With your permission I would add that the main problem when treating Lyme disease is that most Doctors in the Us ignore or do not know how to treat against parasites so antibiotic treatments are never going to be enough - you cannot recover from a malaria no matter how many Doxy or Rocephin you get! - Babesia is a bigger ans stronger parasite "malaria like"; Borrelia is a smart "bacteria malaria like" too; and Bartonella is another kind of bug that destroys every cell and loves to feed out from cardiovascular cells, brain cells and glands - lymphatic system affected too? So this is not just about having multiple symptoms, this is about having multiple bugs causing multiple damage, and as you well said they must be treated simultaneously. Again my point is, Drs. here deny the existence of parasites so they won't give a Bactrim, Flagyl or an anti-malarial, just because this is the US? I have been using Ivermectin and my Lymie life is changed, I'm finally recovering, hope I didn't get it too late. Ivermectin is the best antihelmintic ever created but it is not even sold in the US; the version here is called "Stomectol" and comes in just three expensive pills... I get the one in a bottle and the dose is in drops according to kilograms of weight, given weekly for a year or more, not a single dose and then die from what they call here "chronic Lyme".
Yes, we need to know what is all that this illness carry, what bugs and how to treat them. Many speak about viruses and Erlichia which you didn't mention here, but you spoke about "Anaplasmosis" which is the "rickettsial parasite'? right? more to treat, no idea how!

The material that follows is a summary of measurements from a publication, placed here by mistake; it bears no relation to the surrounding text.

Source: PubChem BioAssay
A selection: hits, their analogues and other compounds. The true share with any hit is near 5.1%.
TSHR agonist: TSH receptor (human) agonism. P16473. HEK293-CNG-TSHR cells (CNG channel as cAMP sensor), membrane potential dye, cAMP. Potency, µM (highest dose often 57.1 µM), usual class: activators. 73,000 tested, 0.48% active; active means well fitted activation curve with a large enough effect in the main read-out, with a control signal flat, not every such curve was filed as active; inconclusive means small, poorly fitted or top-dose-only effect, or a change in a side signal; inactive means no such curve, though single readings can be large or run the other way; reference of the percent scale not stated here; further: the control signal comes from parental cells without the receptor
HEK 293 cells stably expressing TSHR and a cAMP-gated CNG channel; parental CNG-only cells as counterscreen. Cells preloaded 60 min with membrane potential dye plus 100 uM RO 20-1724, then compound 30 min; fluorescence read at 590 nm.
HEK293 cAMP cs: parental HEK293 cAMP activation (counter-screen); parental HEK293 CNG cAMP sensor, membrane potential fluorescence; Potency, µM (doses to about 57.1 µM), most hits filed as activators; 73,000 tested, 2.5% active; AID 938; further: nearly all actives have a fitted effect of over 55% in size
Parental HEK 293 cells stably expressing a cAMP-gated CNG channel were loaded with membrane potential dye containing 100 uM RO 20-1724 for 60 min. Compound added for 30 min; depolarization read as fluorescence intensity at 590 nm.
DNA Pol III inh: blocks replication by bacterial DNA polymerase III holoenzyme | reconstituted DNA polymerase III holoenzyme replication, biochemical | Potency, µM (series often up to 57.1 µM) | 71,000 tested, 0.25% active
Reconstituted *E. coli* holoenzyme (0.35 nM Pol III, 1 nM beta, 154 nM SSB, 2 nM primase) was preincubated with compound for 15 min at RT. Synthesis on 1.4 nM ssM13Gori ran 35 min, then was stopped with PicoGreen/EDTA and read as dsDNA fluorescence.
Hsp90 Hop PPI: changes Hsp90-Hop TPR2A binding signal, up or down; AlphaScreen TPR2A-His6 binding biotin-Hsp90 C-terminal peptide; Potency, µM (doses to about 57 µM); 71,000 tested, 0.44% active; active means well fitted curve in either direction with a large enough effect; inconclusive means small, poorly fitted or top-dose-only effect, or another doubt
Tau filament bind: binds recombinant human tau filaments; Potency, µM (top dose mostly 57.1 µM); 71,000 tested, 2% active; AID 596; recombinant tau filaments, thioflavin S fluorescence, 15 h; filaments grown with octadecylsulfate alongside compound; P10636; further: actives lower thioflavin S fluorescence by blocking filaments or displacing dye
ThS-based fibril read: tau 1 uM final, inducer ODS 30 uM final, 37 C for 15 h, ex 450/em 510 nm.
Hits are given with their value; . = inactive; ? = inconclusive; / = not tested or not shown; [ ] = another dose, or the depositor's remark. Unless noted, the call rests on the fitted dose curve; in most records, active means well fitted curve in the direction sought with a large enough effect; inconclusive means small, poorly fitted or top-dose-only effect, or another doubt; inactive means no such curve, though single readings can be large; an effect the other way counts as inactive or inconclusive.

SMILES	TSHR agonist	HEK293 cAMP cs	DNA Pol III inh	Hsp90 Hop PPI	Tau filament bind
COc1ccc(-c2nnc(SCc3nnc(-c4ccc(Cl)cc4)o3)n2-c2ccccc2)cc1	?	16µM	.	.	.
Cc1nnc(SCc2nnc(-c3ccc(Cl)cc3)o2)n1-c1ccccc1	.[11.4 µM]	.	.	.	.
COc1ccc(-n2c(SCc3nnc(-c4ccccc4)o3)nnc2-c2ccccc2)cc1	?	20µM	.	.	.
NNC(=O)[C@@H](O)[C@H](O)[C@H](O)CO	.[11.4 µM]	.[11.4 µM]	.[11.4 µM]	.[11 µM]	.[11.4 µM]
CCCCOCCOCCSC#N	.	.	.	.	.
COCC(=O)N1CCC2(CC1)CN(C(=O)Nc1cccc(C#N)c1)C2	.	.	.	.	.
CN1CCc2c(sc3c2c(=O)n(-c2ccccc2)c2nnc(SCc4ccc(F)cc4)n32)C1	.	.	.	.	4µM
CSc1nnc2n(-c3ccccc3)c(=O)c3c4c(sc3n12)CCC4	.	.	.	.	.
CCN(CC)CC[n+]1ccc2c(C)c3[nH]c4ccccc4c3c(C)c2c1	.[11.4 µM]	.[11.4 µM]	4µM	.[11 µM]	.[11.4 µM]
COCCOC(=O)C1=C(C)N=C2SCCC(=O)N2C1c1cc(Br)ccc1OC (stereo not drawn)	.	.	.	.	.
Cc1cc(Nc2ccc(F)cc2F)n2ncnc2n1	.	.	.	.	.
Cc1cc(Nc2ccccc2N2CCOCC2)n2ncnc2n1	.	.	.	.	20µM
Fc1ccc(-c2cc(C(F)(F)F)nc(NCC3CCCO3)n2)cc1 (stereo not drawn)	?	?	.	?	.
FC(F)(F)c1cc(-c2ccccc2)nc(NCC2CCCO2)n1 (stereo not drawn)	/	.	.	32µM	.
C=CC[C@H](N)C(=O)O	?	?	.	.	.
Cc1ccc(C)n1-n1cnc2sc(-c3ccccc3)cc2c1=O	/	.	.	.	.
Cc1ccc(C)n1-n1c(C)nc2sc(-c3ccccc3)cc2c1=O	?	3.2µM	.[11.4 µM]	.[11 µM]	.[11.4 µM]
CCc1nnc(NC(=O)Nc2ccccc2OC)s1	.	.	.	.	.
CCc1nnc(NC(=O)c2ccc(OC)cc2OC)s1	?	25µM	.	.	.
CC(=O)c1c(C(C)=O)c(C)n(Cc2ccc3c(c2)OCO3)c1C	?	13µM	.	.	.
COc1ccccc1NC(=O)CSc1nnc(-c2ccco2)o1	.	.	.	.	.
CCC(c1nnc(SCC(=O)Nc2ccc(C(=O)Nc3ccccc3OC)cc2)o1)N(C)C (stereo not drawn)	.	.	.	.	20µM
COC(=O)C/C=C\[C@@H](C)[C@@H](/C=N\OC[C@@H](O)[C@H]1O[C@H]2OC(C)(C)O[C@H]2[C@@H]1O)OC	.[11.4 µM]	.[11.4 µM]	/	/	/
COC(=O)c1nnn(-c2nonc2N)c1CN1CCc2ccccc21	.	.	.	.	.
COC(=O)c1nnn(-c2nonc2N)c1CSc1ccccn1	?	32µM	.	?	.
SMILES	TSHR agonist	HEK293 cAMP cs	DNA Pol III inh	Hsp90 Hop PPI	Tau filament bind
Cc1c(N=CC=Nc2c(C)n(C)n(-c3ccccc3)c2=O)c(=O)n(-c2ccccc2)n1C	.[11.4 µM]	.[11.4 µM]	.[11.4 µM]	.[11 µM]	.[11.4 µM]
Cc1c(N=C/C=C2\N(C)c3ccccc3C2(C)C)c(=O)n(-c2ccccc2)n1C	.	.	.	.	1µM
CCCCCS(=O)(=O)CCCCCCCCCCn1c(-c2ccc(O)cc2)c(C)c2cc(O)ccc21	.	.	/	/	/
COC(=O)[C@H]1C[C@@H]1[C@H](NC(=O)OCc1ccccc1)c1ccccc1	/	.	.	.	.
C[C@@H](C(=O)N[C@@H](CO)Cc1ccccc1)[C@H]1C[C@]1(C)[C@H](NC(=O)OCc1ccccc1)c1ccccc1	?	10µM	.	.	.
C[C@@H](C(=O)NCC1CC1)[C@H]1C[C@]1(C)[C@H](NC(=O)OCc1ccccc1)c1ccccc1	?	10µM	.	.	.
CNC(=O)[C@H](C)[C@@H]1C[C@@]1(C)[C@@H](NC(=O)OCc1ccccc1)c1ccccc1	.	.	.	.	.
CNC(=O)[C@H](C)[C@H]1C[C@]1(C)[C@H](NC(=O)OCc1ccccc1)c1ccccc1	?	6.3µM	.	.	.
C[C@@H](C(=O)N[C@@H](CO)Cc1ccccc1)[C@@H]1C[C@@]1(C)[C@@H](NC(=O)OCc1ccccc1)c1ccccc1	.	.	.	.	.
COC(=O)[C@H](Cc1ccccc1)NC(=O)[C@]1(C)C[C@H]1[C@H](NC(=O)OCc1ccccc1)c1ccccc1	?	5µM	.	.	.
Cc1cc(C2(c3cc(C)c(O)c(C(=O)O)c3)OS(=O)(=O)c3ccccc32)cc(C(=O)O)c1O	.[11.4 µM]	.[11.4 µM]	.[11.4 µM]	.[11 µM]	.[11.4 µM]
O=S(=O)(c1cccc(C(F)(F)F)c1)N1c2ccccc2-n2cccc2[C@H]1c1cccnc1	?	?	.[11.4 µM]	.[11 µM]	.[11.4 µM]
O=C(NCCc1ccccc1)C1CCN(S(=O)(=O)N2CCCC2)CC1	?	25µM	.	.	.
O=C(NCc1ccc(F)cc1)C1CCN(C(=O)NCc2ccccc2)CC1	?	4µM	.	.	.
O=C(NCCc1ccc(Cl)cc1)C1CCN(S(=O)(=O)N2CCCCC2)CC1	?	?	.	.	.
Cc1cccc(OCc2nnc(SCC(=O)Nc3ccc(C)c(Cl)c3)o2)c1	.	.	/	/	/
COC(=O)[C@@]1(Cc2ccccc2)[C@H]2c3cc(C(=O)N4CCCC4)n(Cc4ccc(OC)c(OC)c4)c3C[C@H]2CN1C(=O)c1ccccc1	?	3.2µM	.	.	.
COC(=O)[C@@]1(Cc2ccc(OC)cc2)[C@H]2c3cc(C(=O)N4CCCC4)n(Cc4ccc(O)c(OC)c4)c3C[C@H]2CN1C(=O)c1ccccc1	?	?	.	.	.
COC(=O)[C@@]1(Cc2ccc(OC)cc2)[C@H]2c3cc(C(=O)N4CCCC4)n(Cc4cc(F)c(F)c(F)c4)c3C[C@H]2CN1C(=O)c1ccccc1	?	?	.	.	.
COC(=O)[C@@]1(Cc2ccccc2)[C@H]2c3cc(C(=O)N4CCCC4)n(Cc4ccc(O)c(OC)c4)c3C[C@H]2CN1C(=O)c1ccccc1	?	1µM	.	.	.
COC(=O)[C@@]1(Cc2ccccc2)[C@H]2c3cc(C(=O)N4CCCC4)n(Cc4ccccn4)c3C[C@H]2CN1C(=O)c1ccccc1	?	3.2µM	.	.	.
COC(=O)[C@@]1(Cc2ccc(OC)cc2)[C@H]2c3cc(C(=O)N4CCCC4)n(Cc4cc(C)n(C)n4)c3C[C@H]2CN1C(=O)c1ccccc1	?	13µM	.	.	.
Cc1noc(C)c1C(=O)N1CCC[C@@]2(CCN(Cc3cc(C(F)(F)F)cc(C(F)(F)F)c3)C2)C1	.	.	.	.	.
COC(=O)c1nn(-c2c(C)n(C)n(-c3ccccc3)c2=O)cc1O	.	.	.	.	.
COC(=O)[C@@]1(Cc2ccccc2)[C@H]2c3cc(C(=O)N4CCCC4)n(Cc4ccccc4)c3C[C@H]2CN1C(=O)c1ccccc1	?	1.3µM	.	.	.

Thank you very much.


August 26, 2010 - 10:37pm
HERWriter (reply to Anonymous)

Hi M.P.J.

Thanks for the link. And thanks for the additional information.

I appreciate your sharing some of your experience here. When so much of the medical world has been inadequate to tackle Lyme, the support and information sharing amongst chronic sufferers helps keep the whole Lyme community stronger and better equipped for the fight.

Thanks for writing.

August 27, 2010 - 8:47am
EmpowHER Guest

Hi Jody
Renee here from lymeliving.blogspot.com ...This is such a good article about Lyme Disease. I am so glad you are informing others about this devastating disease. Thank you!!

August 26, 2010 - 11:30am
HERWriter (reply to Anonymous)

Glad to do it, Renee.

Thanks for writing.

August 26, 2010 - 6:52pm
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We value and respect our HERWriters' experiences, but everyone is different. Many of our writers are speaking from personal experience, and what's worked for them may not work for you. Their articles are not a substitute for medical advice, although we hope you can gain knowledge from their insight.